1. Observe: What are they doing that is potentially communicative?  Look for clies in behaviors. Consider proximity, persistence, expressions, repetition, intensity, and anything else that might express a message.  More ideas from the National Consortuim on Deaf-Blindness. Don't rule this out until you have looked at it. 

2. Interpret: What does the behavior mean? Think about what would they 'say' if they did not have any communication challenges. It can be a positve message ('I want that', 'oh come on pretty please') or a negative message ('no not in a million years' or #%@* NO'). Check out this great information on communication development as it relates to interpretation of communication behaviors Novita.

3. Honor: Act quickly based on their intention. Acknowledge the message even if you can't comply with what they want. Try and comply if you would comply if they 'said' it in a more conventional way or they could convince you. If you can not comply because it is a non-negotiable issue, then acknowledge the message and support ('yeah, horrible we have to finish' or 'I know..rainagain, so terrible'). Learn more about the concept of Language Building Blocks and also be sure to see the section on Pre-Linguistic Mileu Teaching.

4.  Respond: Label their intent with spoken words AND signs, pictures, and other AAC tools. Read more about language aided input- a teaching strategy for facilitating spontaneous language.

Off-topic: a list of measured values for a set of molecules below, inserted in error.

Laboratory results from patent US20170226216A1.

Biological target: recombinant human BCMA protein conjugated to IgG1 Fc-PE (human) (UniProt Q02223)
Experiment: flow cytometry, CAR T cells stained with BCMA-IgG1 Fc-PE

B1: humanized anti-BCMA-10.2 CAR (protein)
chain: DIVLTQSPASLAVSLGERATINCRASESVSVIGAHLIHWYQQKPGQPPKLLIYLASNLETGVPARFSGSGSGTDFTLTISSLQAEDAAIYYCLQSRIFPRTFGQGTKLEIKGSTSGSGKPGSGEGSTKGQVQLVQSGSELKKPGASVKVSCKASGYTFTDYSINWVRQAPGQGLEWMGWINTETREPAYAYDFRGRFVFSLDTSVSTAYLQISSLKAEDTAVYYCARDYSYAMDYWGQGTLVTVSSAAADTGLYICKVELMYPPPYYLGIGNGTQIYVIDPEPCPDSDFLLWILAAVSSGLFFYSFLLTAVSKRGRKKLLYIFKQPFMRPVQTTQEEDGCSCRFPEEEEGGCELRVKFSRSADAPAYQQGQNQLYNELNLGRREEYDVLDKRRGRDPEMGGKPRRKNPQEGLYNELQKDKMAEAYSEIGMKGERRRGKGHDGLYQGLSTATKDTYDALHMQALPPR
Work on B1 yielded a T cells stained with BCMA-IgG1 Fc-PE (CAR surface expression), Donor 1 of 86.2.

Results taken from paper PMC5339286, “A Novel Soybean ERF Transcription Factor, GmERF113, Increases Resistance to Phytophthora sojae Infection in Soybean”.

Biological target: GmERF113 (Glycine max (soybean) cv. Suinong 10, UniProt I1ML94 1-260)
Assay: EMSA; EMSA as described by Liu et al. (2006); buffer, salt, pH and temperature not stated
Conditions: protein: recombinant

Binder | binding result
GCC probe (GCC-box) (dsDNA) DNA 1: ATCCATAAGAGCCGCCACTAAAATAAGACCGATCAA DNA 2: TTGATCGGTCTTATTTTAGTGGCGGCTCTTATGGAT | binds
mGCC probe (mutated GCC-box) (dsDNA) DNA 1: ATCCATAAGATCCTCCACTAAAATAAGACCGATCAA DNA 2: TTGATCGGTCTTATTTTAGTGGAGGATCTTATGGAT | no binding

5. Repeat: The more you do, the faster learning will occur.Set up opportunities to use a similar communication message with the AAC tools (from #4) to move to more conventional communication.

Dr. Robin Parker/Dr. Carole Zangari/
Communication Greenhouse

Sunday, January 1, 2012

Something to Celebrate

by Carole Zangari

What better way to start a new year than by celebrating the achievement of something wonderful in the AAC world? 

Hats off to the growing popularity of Avaz, the first commercially available AAC device developed in India. Avaz was put through its paces at Vidya Sagar (formerly the Spastic Society of India). 

Earlier this year, the MIT Technology Review recognized one of its primary developers, Ajit Narayanan of Invention Labs, in its prestigious TR35 List, which applauds 35 innovators under 35 years of age. The device is already in use in 9 schools and centers around India. There is currently at least one study looking at its effectiveness with children who have significant communication difficulties.

Congratulations to the team at Invention Labs. We know that you will continue to change many lives and look forward to seeing Avaz in action in 2012.